This is the story of two attempts on Chiaksan, the 1,288-metre tall mountain that resides about an hour’s ride by bus from my former home in Wonju, South Korea. Once upon a time, Chiaksan was known as Jeokakasan. Then, based on a myth about a man who saved a pheasant from a snake, the mountain became “Chiaksan” and the meaning became “Pheasant Peak Mountain.” You’ll find Chiaksan National Park in Gangwon-do, central and north within South Korea’s borders.
My first experience in Chiaksan was in September of 2012, just one month after I’d arrived in South Korea. Meeting up with several other English teachers, strangers to me, Tim and I caught the No. 41 bus for 1,100 won (about $1.14 CAD). The air was still muggy with the humidity of a Korean summer, but nothing compared to the 40-degree heat wave that had thankfully passed.
Arriving at the park, the Americans who accompanied us proceeded to perform exaggerated stretching routines–to the delight of the locals around.
A leisurely hike along a relatively flat path took us to Guryongsa Temple, an area we spent around an hour exploring. After leaving, we approached Seryeom Waterfall. Here is where the real hike would begin.
There are two routes to Birobong peak, one expert and one advanced in name. The truth is that both have pros and cons that are all their own. The expert path is steep, lined with steps most of the way. One would think that these lengthy staircases would make the path easier, but climbing stairs gets hard after a couple of hours. The advanced path is, of course, also quite steep. However, it is a rugged and less-maintained path, that does have moments of dips and flat path between steep climbs.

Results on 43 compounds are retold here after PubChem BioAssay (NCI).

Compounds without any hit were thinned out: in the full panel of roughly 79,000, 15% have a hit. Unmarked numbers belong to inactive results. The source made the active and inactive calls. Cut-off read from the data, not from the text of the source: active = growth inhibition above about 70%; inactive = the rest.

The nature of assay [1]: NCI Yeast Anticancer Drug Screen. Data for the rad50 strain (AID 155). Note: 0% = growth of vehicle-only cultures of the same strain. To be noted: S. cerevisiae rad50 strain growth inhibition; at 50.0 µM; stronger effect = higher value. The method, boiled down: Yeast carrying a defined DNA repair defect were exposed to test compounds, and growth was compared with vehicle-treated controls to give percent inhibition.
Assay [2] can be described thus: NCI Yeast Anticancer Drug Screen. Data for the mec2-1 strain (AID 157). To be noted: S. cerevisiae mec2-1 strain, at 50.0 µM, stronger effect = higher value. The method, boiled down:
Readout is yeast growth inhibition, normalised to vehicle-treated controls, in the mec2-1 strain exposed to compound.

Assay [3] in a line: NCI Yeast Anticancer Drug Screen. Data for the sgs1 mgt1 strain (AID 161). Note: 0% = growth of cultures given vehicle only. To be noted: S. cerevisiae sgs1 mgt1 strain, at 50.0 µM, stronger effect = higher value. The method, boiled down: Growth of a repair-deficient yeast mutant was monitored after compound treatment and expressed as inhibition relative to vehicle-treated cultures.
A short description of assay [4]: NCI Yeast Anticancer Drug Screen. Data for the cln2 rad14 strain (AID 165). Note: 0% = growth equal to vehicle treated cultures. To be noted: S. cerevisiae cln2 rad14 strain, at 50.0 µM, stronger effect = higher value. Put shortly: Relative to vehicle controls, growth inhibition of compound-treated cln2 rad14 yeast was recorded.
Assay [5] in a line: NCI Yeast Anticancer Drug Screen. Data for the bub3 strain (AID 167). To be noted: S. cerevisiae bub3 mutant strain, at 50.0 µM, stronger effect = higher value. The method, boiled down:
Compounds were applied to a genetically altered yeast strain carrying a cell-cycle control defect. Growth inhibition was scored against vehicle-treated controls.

On this day in September, we would take the expert path, climbing up and up with speed but stiff joints. I found myself lagging behind, aware for the first time that my level of fitness was not as great as I’d thought. Here is where we would find the hour spent in the temple area would come back to haunt us. The views from the mountain were spectacular, afternoon sun cascading in patterns through greenery that would soon turn yellow, orange, and red. The day was getting late, we were out of time. We headed back with a sense of disappointment, but feasted on the best mountain bibimbap (rice, vegetables, chili paste, and an egg), dotorimuk (acorn jelly salad), memiljeon (Korean buckwheat pancake), and fresh makgeolli (sort of a low-alcohol rice wine). The day was salvaged.
The second attempt on Chiaksan
In May of 2013, I was desperate to find my way to Chiaksan’s Birobong Peak. By this point, we’d done a lot more hiking in South Korea, and Tim and I decided to go it alone to set our own pace. We left Wonju early, arriving in the park in the morning. We skipped through the first hour towards the temple quickly, and decided to take a wager and make for the previously unexplored (to us) advanced route.
As we gained altitude, snow and ice made more frequent appearances. Fatigue set it. We’d brought food to eat, but felt determined to make a steady trek to the peak (not advisable, but tempting in the mountains). Finally, the top was in sight. A last set of staircases help us gain momentum and reach the peak. The stone pagodas appeared as we ascended, greeting us in our arrival.
At the peak, groups of Korean hikers lit up propane stoves and shared in shots of soju (the famous rice liquor, tasting like a slightly weak vodka–to me at least). The weather would have been nicer that day in September, but we rejoiced in the views of Korean hills, mystical in the haze. After a few quick photos and time to revel in success, we headed back down the expert path. Two things came to my mind: chocolate and soda. I’m not usually that big of a sugar person, but at this point, my body was pretty depleted.
We arrived at the shops near the entrance to the park just minutes before the next bus back to Wonju would pull up. We quickly bought a few snacks and jumped on the crowded bus, luckily making our way to two empty seats at the very back. Tim ate an ice cream cone as a young Korean boy laughed at us and gestured his jealously for our snacks. Tired and content, we were on our way back home.
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